9 Magnús Jóhannesson (2016). “The Establishment and Progress of the Standing Arctic Council Secretariat.” In L. Heininen, H. Exner-Pirot & J. Plouffe (Eds.). Arctic Yearbook 2016 (pp. 117-119). Akureyri, Iceland: Northern Research Forum. Retrieved from

10 Lawson W. Brigham. (2015). “The GLACIER Conference & President Obama’s Links to the Arctic.” In L. Heininen, H. Exner-Pirot & J. Plouffe (Eds.) (2015). Arctic Yearbook 2015. Akureyri, Iceland: Northern Research Forum. Retrieved from

11 National Defence and the Canadian Forces (Dec. 11, 2012). Canadian and U.S. Commanders Sign Arctic Co-operation Framework. Government of Canada. Retrieved from

12 Prime Minister of Canada (March 10, 2016). U.S.-Canada Joint Statement on Climate, Energy and Arctic Leadership. Retrieved from

13 That same month, the Trudeau government released the “Canadian Arctic Capabilities by Sector – Canada” guide, which was created to “communicate information about the range of Arctic capabilities found in Canada – as well as exports of northern origin – in a comprehensive manner that encompasses most sectors.” (E.g., ice and ocean technologies services; Arctic aerospace and defence; Arctic research and education; northern mining, etc.) See: Government of Canada (updated in 2017):

14 On one hand, Canada designated all its Arctic waters “indefinitely off limits” to future offshore Arctic oil and gas licensing that would be, however, reviewed every five years through science-based assessments. On the other hand, the United States designated almost all of American waters in the Chukchi and Beaufort Seas as “indefinitely off limits to offshore oil and gas leasing.” In both countries, the moratoriums received praise from those standing against drilling in the Arctic (i.e., largely environmentalist groups and southerners), and condemnation by northerners who opposed such unilateralist legislations from southern capitals.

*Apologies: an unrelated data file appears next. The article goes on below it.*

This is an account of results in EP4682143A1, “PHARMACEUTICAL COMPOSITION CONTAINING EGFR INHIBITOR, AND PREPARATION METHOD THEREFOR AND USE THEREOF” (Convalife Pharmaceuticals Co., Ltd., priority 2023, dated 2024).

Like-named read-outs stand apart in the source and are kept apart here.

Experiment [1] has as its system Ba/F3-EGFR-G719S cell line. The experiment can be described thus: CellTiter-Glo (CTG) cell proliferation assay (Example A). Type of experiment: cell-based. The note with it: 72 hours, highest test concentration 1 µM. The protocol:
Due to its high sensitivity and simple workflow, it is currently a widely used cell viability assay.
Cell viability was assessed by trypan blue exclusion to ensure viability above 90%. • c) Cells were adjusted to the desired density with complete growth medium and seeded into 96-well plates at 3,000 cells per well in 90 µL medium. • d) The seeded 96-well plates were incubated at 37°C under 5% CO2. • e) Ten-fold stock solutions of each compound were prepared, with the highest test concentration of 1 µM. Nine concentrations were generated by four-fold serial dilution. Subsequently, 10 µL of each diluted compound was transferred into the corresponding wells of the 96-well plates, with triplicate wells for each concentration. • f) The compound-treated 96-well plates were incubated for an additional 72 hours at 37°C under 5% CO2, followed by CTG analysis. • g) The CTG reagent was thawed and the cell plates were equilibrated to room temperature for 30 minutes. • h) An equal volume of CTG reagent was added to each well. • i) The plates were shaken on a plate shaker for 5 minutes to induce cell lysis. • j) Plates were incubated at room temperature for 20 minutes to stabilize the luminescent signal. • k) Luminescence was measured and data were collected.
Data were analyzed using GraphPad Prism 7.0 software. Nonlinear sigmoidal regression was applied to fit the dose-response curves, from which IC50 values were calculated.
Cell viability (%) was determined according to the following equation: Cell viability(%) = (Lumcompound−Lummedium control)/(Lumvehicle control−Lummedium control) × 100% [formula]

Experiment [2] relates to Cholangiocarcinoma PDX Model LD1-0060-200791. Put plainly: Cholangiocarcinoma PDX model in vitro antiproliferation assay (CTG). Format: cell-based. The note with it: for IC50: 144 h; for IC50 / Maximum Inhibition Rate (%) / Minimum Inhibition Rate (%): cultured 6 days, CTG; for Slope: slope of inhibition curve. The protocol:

15 Prime Minister of Canada (Dec. 20, 2017). United States-Canada Joint Arctic Leaders’ Statement. Retrieved from

16 See, for example, Heather Exner-Pirot (Nov. 22, 2016). “Six Takeaways from this Week’s U.S.-Canada Joint Arctic Statement,” OpenCanada. Retrieved from; Rob Huebert (Jan. 6, 2017). “Trudeau’s Arctic Oil Decision a Fresh Example of Canada Ignoring the North,” The Globe and Mail. Retrieved from; Nils Andreassen (Dec. 23, 2016). “Obama’s Arctic Decision Trashes Years of Work,” Alaska Dispatch News. Retrieved from

17 Christine Huang (July 28, 2017). “Critics Warn of Dangers of Arctic Drilling,” U.S. News. Retrieved from

18 CBC News (Dec. 21, 2016). “Trudeau Announces Review of Arctic Strategy, Joint Drilling Ban with U.S.,” CBC News Politics. Retrieved from